diencephalon


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diencephalon

 [di″en-sef´ah-lon]
1. the posterior part of the prosencephalon, consisting of the hypothalamus, thalamus, metathalamus, and epithalamus; the subthalamus is often considered to be a distinct division. See also brainstem.
2. the posterior of the two brain vesicles formed by specialization of the prosencephalon in the developing embryo. See illustration.
Diencephalon. Posterior (dorsal) A and anterior (inferior) B views of the base of the brain, showing the diencephalon in relation to the mesencephalon (midbrain) and rhombencephalon (hindbrain). From Dorland's, 2000.

di·en·ceph·a·lon

, pl.

di·en·ceph·a·la

(dī'en-sef'ă-lon, -sef'ă-lă), [TA]
The caudal part of the prosencephalon composed of the dorsal thalamus (or thalamus) epithalamus, subthalamus, and hypothalamus. the geniculate bodies, sometimes referred to as the metathalamus, are actualy part of the thalamus.
[G. dia, through, + enkephalos, brain]

diencephalon

/di·en·ceph·a·lon/ (di″en-sef´ah-lon)
1. the posterior part of the forebrain, consisting of the hypothalamus, thalamus, metathalamus, and epithalamus; the subthalamus is often recognized as a distinct division.
Enlarge picture
Diencephalon. Posterior (dorsal) (A) and anterior (inferior) (B) views of the base of the brain, showing the diencephalon in relation to the mesencephalon (midbrain) and rhombencephalon (hindbrain).
2. the posterior of the two brain vesicles formed by specialization in embryonic development. See also brain stem. diencephal´ic

diencephalon

(dī′ĕn-sĕf′ə-lŏn′, -lən)
n.
The posterior part of the forebrain that connects the midbrain with the cerebral hemispheres, encloses the third ventricle, and contains the thalamus and hypothalamus. Also called betweenbrain, interbrain.

di·en·ce·phal′ic (-sə-făl′ĭk) adj.

diencephalon

[dī′ənsef′əlon]
Etymology: Gk, di + enkephalon, brain
the portion of the brain between the cerebrum and the mesencephalon. It consists of the hypothalamus, thalamus, metathalamus, and the epithalamus and includes most of the third ventricle.
enlarge picture
Diencephalon

di·en·ceph·a·lon

, pl. diencephala (dī'en-sef'ă-lon, -lă) [TA]
That part of the prosencephalon composed of the epithalamus, dorsal thalamus, subthalamus, and hypothalamus.
[G. dia, through, + enkephalos, brain]

diencephalon

The central, lower part of the brain that contains the BASAL GANGLIA, THE THALAMUS, the HYPOTHALAMUS, the PITUITARY gland.

diencephalon

the part of the forebrain that contains the thalamus and hypothalamus and lies beneath the cerebral hemispheres.

Diencephalon

A part of the brain that binds the mesencephalon to the cerebral hemispheres. Considered by some as part of the brain stem.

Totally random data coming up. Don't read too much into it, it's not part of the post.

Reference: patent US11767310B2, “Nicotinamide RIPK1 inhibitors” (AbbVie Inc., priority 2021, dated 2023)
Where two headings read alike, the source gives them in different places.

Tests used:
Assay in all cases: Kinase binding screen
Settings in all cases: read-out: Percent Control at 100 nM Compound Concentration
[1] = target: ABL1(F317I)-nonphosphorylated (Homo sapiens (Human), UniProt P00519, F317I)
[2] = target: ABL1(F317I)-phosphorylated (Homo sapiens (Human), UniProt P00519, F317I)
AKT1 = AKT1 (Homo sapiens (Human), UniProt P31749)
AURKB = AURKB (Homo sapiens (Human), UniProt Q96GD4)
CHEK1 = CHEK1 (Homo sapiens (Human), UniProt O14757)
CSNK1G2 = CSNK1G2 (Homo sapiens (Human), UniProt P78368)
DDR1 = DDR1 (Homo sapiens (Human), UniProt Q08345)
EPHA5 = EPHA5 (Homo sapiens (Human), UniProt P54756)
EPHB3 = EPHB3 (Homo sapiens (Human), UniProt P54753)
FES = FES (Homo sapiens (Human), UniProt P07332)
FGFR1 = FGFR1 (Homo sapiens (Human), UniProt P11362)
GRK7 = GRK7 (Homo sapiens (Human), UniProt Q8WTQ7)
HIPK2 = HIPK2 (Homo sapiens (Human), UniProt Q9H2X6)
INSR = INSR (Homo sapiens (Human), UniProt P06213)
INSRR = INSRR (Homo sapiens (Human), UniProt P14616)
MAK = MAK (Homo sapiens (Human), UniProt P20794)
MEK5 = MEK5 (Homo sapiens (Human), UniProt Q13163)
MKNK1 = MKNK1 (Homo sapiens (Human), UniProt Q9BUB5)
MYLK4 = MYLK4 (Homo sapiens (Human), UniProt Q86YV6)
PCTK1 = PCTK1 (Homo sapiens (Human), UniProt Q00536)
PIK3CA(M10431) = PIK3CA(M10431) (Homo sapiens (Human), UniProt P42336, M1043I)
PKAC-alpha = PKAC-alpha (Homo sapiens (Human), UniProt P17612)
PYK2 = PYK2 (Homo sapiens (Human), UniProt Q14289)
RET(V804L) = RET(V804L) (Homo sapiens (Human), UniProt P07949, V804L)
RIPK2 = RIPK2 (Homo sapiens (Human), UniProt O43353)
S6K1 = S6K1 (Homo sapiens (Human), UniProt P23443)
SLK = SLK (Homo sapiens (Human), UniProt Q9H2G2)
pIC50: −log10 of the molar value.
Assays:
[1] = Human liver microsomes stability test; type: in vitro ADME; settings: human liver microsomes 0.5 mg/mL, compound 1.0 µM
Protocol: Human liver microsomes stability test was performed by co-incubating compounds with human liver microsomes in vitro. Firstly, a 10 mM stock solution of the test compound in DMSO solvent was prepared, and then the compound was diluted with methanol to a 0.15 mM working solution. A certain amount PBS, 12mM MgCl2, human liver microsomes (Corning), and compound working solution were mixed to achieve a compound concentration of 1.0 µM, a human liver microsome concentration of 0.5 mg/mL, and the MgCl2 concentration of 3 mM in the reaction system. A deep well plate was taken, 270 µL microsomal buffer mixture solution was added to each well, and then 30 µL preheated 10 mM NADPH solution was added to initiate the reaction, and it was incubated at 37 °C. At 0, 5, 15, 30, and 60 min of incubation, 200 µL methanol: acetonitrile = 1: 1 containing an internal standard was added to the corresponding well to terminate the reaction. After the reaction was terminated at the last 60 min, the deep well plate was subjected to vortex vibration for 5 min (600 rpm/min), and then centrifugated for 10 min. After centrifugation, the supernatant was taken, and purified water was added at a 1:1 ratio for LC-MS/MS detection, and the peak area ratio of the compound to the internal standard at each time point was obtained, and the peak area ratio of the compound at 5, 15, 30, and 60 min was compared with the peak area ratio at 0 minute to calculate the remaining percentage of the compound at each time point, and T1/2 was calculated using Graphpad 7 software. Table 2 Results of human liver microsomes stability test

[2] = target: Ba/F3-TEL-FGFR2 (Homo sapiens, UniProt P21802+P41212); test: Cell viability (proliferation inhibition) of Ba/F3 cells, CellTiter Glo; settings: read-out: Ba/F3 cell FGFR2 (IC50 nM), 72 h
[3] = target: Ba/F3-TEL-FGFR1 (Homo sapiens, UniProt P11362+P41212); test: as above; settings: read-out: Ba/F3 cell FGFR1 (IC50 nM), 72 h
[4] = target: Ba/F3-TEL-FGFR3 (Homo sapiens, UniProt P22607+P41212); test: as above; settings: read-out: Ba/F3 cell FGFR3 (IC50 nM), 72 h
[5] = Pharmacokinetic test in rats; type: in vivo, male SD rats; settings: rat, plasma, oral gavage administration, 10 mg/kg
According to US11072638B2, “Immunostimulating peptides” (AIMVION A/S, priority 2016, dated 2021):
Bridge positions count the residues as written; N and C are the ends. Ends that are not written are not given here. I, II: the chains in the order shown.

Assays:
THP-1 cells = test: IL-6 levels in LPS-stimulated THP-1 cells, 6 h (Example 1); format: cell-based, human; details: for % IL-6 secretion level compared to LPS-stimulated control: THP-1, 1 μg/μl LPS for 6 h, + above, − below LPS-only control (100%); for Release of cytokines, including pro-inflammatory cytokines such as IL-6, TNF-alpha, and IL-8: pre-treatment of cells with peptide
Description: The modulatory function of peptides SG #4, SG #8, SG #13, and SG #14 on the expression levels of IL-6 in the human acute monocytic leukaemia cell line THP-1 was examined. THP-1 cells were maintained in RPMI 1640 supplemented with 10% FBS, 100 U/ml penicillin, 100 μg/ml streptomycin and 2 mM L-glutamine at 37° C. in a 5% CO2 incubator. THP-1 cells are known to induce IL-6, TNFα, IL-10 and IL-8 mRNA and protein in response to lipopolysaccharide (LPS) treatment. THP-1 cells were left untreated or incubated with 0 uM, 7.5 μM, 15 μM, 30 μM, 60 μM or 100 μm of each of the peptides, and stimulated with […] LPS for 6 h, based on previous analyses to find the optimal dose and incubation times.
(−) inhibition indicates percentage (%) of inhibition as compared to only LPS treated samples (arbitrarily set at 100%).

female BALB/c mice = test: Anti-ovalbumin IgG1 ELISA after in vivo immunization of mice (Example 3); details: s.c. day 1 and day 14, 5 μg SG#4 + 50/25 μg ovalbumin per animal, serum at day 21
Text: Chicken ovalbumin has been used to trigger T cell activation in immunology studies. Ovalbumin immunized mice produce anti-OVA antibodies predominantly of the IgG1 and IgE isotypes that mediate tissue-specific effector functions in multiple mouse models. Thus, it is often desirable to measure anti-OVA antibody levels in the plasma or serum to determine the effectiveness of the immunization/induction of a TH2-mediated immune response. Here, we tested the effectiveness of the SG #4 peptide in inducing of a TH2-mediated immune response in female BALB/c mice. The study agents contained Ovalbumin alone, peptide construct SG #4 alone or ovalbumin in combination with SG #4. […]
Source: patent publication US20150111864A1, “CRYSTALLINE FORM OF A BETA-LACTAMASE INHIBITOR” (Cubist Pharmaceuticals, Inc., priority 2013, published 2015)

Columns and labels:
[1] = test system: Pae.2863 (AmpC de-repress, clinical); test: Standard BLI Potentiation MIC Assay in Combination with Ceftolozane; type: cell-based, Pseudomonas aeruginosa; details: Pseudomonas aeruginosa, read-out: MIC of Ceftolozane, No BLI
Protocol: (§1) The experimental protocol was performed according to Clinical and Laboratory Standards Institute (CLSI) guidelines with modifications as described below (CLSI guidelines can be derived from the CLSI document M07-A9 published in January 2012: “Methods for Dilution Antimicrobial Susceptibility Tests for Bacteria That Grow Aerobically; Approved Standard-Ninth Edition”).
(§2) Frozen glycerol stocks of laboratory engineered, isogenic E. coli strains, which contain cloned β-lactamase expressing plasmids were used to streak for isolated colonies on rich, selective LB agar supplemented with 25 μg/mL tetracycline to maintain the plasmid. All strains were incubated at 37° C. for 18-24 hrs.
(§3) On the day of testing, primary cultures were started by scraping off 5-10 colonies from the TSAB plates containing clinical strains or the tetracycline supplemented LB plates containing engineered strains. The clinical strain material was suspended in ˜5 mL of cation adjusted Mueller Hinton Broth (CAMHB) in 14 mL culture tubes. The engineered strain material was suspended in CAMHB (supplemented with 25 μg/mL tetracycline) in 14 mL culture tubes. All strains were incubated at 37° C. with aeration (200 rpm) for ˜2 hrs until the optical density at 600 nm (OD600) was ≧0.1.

Mentioned in: Korsakoff's Syndrome

diencephalon

collective term denoting thalamus, subthalamus and hypothalamus

diencephalon

1. the caudal part of the forebrain, consisting of the hypothalamus, thalamus, metathalamus and epithalamus; the subthalamus is often considered to be a distinct division.
2. the more caudal of the two brain vesicles formed by specialization of the prosencephalon in the developing embryo. See also brainstem.
References in periodicals archive ?
The THC projects from the ventral diencephalon to form the habenular commissure (Figure 4(c)).
As this process occurs, the choroid plexus develops from blood vessels that invade the ventricles from the diencephalon and the myelencephalon.
The hypothalamus is located dorsal to the pituitary gland in the ventral and medial region of the diencephalon, directly beneath the massa intermedia of thalamus.
Sex differences in diencephalon serotonin transporter availability in major depression.
The hypothalamus lies at the base of the brain in the diencephalon, and controls many endocrine functions.
The common insult in all cases of BIND results from a total serum bilirubin (TSB) concentration that exceeds the infant's neuroprotective defenses and leads to neuronal injury, primarily in the basal ganglia, central and peripheral auditory pathways, hippocampus, diencephalon, subthalamic nuclei, midbrain, cerebellum and pontine and brain-stem nuclei for oculomotor function and for respiratory, neurohumoral, and electrolyte control.
Numerous sites of dysfunction have been speculated, from the upper brain stem and diencephalon (Bullard), brain stem (Cartlidge & Shaw, 1981), orbital frontal cortex (Strum, 2002), and, more specifically, the anterior hypothalamus or medulla (Boeve et al.
At 29 hours, the optic vesicle, which later gives rise to the optic cup, was visible as an extension of the diencephalon.
The target is presented to one eye and the information is conveyed to two regions of the brain, the optic tectum and the nucleus rostrolateralis in the diencephalon.
These impulses, emotions, and feelings are located in the diencephalon, which is well developed in many other species of animals, especially mammals and birds.
30 The device is designed for non-drug treatment of diencephalon disorders, pain syndrome of different ethiology, and localization.
Destruction of a critical array of neurons within the "whole" brain (hemispheres, diencephalon, and brain stem) is necessary for death because: 1) the vital functions of respiration and control of circulation are subserved by the brain stem; 2) the critical integrative functions are subserved by both the brain stem and hypothalamus; and 3) the wakefulness component of consciousness is subserved by the brain stem and the awareness component of consciousness by the thalamus and cerebral cortex.